Thanks for the reviews, my pretties! (Evil laughter)There's nothing quite as satisfying as knowing that people are enjoying this story. Hopefully you all like this chapter as well.

"Thanks again for getting me out of there," Korra tells him, picking at a rice roll as they sit on the edge of the concrete levee overlooking Yue Bay. The water is flat and grey, but Tahno can feel the pull of the lapping waves in his veins. The connection makes him feel bolder, more alive.

"No problem," he replies smoothly. "The cops in this city can be jerks. You're just…you know, doing business."

Korra's mouth flattens, and her gaze drops to the tiny waves breaking against the concrete wall.

"Yeah. I just wish there was an easier way, you know?"

Tahno doesn't know, not really, because he's never been a prostitute, never had to sell his body on the street corners in exchange for a couple of yuans. But he's done things for money that he wishes he hadn't, and he thinks that that's close enough to what she means.

"Yeah," he agrees. "I know."

Korra tosses a few grains of rice into the water, watching as the koi that live in the bay swim over to snatch them up.

"I watched a man die last night," Tahno blurts suddenly, and immediately wishes he hadn't said anything at all. Korra turns to him, eyebrows quirked. She looks vastly concerned. Tahno find a sick fascination in the notion that he's able to inspire pity within her. He doesn't exactly want her pity, but at least she feels something.

"That's awful!" She looks as though she wants to know why or how the man died, but Tahno won't tell. He can't tell, not her.

He bites his lower lip, a habit he developed as a child and never really stopped.

Korra's face looks pale and genuinely worried.

Tahno stares at the dull grey waves, and sees in his mind's eye the flash of scarlet, the gaping wound of Wu's slit throat. He sees Lao, in his custom-tailored suit, hovering over the body. Spider-like hands tangling in Wu's hair, jerking the dead man's face upward. He sees the blank, glassy stare of the corpse's eyes.

"Yes," he says quietly. "It's awful."

Korra doesn't say anything, just silently takes his hand. Her skin against his is electrifying. Her hand is smaller than his, her fingers intertwining with his. Darker skin against pale. It makes Tahno think of other things, things where more skin might be exposed.

He glances sideways at Korra, and their eyes meet. Her gaze is bright, innocent, bluer than a midsummer sea. He wants to kiss her very badly, wants to lean over and press his lips against hers. He wants to claim her, and he doesn't know how else to do that.

He thinks of his father, how he claimed Tahno's mother. With dark looks passed between them, with angry, slurred shouts, with bruises that bloomed black and blue on her pale arms.

Instead he offers her a weak smile, as feeble as the thin sunlight attempting to break through the cloudy haze. Her beauty, her radiance, is enough for him.


Later that night, as Tahno eats cold noodles alone in his apartment and flips between radio stations, there's a knock on the door. He wonders if it's Korra, and finds that his heart rate increases alarmingly at the thought. He springs to answer it, fumbling with the lock.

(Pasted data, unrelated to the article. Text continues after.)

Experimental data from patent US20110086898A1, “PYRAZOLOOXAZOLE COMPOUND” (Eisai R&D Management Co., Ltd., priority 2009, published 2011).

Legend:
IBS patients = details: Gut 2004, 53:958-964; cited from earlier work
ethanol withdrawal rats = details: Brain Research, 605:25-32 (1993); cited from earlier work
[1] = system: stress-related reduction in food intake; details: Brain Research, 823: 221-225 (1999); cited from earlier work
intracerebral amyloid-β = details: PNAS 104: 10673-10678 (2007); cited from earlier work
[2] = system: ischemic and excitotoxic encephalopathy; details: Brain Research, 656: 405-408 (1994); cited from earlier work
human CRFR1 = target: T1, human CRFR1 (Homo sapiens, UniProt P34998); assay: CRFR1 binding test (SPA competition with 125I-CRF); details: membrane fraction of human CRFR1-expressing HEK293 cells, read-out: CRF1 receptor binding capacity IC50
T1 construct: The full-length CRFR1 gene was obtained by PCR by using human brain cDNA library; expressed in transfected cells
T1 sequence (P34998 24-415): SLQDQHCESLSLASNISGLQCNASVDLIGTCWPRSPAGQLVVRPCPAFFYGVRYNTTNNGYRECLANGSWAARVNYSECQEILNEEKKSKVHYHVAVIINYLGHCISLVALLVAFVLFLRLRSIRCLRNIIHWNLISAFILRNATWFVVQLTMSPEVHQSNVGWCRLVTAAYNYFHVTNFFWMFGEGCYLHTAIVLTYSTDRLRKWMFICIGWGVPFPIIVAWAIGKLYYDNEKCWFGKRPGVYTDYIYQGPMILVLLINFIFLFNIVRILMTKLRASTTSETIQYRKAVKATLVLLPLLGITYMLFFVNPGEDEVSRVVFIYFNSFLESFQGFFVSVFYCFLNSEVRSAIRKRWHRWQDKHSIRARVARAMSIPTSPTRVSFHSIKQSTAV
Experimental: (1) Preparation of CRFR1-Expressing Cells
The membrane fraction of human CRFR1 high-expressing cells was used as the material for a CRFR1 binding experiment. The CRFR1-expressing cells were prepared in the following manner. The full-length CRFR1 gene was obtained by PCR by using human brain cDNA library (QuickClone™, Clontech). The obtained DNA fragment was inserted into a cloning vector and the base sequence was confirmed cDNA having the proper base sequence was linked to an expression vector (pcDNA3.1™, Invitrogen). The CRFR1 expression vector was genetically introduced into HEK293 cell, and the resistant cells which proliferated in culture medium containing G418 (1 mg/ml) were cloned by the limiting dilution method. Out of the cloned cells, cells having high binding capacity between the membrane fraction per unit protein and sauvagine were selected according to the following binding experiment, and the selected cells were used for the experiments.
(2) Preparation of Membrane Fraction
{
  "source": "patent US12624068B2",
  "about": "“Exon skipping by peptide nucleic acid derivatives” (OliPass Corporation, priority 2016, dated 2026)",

It's not her. A teenage girl, yes, but not Korra. This girl has much longer hair, hanging loose around her face, and eyes that are narrow and suspicious.

"I'm Ling," she announces. Tahno wonders what in the hell this girl is doing at his apartment. She looks familiar, but he's not sure where he's seen her. She's not a prostitute; she's wearing the simple garb typical of the urban lower class-a worn tunic, baggy pants, thin sandals despite the chilly day.

"Ling Wu."

She puts an emphasis on the last name, but she doesn't need to.

Wu. The man that Lao murdered. The man that owed the Monsoons money. This girl must have been part of the family he had attempted to protect.

"I'm sorry-" he begins, trying to cut her off and close the door, but she jams her foot in the doorway. Ling Wu has gumption, he'll give her that.

"I know you were there that night," she informs him. Ling's eyes are burning with a cold anger.

"I don't know what you're talking about," Tahno lies. Suddenly, Ling's hands dart out, seizing his shirt front. She pulls him close, their faces an inch apart.

"I saw you. I was standing outside the warehouse. I know exactly what happened. I know that you killed him."

Her voice is quiet, icy, trembling with barely contained fury. He pulls her inside the apartment, praying that the neighbors won't hear.

"So you followed me home!?"

She doesn't answer, but her eyes are narrowing even more dramatically.

"I'll go to the police. I know where you live, it won't be long until they're kicking in your door-"

"Listen to me," Tahno snaps, grabbing her arm roughly. "You have no idea what these people are capable of. You know what they did to your father, what do you think they'll do to a pretty girl like you? Doesn't take much imagination, does it?"

His voice is a low snarl, dangerous and feral. Ling's eyes are wide, frightened.

Good. Tahno knows how easily they'll dispose of a girl like Ling. The Monsoon's hulking enforcers wouldn't think twice about killing a young girl and dumping her body in the bay.

Ling twists out of his grip, breathing heavily. Her eyes are still burning, but fear has replaced the intense anger on her face.

"The police will find you if they hurt me," she promises, her voice tight. "The good side will always win."

Tahno watches her storm out of his apartment, slamming the door behind her. He feels shaky and ashamed for what the grief he's caused her. Tahno didn't personally cut her father's throat, but even in the dark Ling must have seen the blood on his hands and clothing.

He stand alone in the dim apartment, guilt swelling in his chest.

No man is innocent. Not anymore.

Sorry for another short chapter. Hope you enjoyed anyway!